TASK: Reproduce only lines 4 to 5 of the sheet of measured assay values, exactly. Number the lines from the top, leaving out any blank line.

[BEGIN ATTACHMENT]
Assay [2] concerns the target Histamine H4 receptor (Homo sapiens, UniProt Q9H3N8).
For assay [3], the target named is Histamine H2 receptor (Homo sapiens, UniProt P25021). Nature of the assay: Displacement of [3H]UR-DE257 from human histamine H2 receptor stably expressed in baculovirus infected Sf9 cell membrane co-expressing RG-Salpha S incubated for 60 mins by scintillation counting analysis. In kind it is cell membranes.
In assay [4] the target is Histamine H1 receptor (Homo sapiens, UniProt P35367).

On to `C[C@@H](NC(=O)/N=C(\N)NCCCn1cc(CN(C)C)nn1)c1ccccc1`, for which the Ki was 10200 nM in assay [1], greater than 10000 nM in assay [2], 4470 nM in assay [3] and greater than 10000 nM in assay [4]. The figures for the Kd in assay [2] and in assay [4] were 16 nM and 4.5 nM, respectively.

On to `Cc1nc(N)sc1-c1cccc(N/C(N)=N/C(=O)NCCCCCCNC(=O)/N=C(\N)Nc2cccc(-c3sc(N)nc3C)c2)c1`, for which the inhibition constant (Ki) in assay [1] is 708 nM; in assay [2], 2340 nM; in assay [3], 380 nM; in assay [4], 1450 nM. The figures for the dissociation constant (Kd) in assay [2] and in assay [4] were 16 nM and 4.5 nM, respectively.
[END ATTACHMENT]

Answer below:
On to `C[C@@H](NC(=O)/N=C(\N)NCCCn1cc(CN(C)C)nn1)c1ccccc1`, for which the Ki was 10200 nM in assay [1], greater than 10000 nM in assay [2], 4470 nM in assay [3] and greater than 10000 nM in assay [4]. The figures for the Kd in assay [2] and in assay [4] were 16 nM and 4.5 nM, respectively.

On to `Cc1nc(N)sc1-c1cccc(N/C(N)=N/C(=O)NCCCCCCNC(=O)/N=C(\N)Nc2cccc(-c3sc(N)nc3C)c2)c1`, for which the inhibition constant (Ki) in assay [1] is 708 nM; in assay [2], 2340 nM; in assay [3], 380 nM; in assay [4], 1450 nM. The figures for the dissociation constant (Kd) in assay [2] and in assay [4] were 16 nM and 4.5 nM, respectively.